In 1967, the Los Angeles rock band Love released perhaps the greatest album you've never heard: Forever Changes, a cult classic that features inscrutable lyrics and dreamy arrangements of 12-string guitar, violins and horns.
Your chance has arrived to dig in to the music of Love, reportedly a favorite of Doors front man Jim Morrison. On Friday, Feb. 15, Mickey's Tavern will host a 10 p.m. performance of Forever Changes, in its entirety, by the local cover band The Low Czars. The group will round out the set with more Love classics.
"It's an essential '60 record that, in critics' circles, is not as popular as some of the recordings of that era," says Low Czars singer Aaron Scholz, who as a solo artist is an acclaimed local country and folk performer. "It's a good mix of folk and psychedelic. It's also very political -- not overtly, but it's about Vietnam and the political upheaval of the late '60s." The Low Czars do not reproduce the violins and horns, cautions Scholz.
As classic 1960s rock music, Forever Changes fits comfortably into the repertoire of the Low Czars, an atypical cover band. "We want to cover stuff that people haven't really heard," says Scholz. Their arsenal draws on the music of '60s stalwarts like the Beatles, the Who, the Kinks and the Monkees, among others. Formed in 2005 for a wedding gig, the Low Czars includes members of Madison bands the New Recruits, the Outtatunes and Goat Radio. One Low Czar is Isthmus guide editor Bob Koch.
Love was helmed by the enigmatic Arthur Lee, who wrote most of the songs on Forever Changes. Possessed of remarkable if eccentric talent, Lee disbanded the original lineup of Love after Forever Changes was released. He continued performing, with diminishing success. In 1996 he began a six-year prison stint for the crime of negligent discharge of a firearm. (He received the stiff sentence thanks to California's three-strikes law.) In 2006, Lee died of leukemia at age 61.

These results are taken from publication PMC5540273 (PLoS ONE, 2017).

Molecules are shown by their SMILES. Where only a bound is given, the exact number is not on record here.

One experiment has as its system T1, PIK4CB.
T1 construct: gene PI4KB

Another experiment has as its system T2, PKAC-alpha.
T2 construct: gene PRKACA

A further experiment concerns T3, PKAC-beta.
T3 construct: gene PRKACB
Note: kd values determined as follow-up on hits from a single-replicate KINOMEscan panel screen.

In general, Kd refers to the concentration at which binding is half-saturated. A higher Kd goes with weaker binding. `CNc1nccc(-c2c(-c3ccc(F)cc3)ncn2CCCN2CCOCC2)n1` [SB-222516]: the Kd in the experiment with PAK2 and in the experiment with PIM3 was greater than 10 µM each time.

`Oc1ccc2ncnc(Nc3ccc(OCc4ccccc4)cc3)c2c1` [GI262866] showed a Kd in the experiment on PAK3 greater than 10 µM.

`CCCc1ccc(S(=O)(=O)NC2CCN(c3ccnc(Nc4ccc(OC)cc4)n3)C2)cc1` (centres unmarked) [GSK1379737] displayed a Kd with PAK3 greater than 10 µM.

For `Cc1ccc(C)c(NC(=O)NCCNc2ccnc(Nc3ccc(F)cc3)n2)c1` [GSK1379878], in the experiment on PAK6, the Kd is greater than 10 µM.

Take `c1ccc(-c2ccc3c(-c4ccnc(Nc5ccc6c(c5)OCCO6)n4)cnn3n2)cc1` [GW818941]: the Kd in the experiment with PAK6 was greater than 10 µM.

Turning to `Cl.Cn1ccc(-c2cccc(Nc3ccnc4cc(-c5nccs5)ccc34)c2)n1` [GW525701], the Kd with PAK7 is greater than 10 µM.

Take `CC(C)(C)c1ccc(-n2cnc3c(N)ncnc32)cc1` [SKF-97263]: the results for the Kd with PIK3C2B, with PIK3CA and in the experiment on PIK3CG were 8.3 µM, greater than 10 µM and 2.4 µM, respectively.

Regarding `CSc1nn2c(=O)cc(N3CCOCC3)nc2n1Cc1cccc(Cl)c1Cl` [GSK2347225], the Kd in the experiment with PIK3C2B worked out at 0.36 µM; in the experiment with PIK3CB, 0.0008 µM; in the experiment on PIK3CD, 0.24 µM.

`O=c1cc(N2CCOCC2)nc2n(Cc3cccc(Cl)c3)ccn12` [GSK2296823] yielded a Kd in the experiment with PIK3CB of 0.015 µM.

"I think he really thought he was a genius, and he kind of isolated himself because of that," says Scholz. "That killed any momentum his band had. I think he was a very troubled guy, with drug problems and personal problems." Love's greatest commercial success was the 1966 single "7 and 7 Is," which reached #33 on the Billboard chart.
Scholz witnessed a 2002 performance by Arthur Lee at Chicago's 473-capacity Double Door nightclub. "We thought it was a misprint," says Scholz of the club listing.
Was it always the plan that the Low Czars would play their Love show the week of Valentine's Day? Given that, you know, the show is about Love? "It wasn't, but it worked out pretty well," says Scholz. "Since everybody in my band is in at least one other band, it's a crapshoot trying to schedule shows."